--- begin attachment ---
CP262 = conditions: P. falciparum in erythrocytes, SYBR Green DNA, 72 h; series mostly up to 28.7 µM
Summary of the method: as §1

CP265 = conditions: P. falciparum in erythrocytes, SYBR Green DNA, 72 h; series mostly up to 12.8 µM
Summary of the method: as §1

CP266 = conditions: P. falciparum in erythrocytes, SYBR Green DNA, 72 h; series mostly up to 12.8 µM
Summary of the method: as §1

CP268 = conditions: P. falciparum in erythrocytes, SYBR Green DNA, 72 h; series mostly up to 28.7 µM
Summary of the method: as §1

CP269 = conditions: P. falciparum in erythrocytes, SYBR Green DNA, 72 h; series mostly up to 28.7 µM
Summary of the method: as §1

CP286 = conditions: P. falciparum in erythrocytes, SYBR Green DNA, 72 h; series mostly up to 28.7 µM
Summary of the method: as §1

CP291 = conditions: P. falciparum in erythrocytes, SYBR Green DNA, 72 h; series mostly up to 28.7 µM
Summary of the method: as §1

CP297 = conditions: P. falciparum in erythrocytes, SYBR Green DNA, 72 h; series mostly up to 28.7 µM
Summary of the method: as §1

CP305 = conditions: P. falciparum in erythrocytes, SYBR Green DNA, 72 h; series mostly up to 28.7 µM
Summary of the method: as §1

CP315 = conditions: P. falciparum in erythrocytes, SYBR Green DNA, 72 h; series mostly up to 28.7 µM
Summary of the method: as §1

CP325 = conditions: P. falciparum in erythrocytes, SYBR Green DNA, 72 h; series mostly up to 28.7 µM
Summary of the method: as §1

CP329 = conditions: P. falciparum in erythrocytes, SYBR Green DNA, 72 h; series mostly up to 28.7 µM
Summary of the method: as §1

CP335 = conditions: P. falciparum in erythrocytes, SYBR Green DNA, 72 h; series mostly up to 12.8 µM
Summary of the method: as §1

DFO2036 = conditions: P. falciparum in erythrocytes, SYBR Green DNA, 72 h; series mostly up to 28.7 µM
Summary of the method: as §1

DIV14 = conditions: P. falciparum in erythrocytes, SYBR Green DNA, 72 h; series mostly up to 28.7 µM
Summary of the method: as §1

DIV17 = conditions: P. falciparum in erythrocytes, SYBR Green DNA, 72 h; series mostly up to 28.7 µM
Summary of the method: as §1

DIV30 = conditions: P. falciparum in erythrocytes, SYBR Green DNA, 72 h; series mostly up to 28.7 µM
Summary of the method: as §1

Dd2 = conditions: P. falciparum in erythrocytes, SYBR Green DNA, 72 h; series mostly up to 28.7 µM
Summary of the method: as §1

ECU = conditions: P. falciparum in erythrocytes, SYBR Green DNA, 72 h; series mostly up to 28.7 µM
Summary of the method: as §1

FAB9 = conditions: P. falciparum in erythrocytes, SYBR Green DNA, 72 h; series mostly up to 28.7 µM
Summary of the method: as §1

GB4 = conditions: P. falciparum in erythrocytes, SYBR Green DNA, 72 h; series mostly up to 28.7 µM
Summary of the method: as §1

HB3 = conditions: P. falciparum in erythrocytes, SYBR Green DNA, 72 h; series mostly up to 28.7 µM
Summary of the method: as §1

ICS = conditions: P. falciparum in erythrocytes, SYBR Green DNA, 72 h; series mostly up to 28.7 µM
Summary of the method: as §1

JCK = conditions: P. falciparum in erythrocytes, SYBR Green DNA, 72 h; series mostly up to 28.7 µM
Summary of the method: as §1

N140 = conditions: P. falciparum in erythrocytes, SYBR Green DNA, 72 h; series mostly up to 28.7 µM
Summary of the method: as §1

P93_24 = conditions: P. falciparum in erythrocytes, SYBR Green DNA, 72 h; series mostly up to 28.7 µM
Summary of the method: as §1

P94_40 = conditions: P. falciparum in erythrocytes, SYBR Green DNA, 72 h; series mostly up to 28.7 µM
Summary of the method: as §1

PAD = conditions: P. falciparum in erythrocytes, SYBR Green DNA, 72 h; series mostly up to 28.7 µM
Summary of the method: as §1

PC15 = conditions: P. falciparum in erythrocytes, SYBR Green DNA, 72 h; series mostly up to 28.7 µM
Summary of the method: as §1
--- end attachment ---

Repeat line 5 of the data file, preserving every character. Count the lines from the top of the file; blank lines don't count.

CP266 = conditions: P. falciparum in erythrocytes, SYBR Green DNA, 72 h; series mostly up to 12.8 µM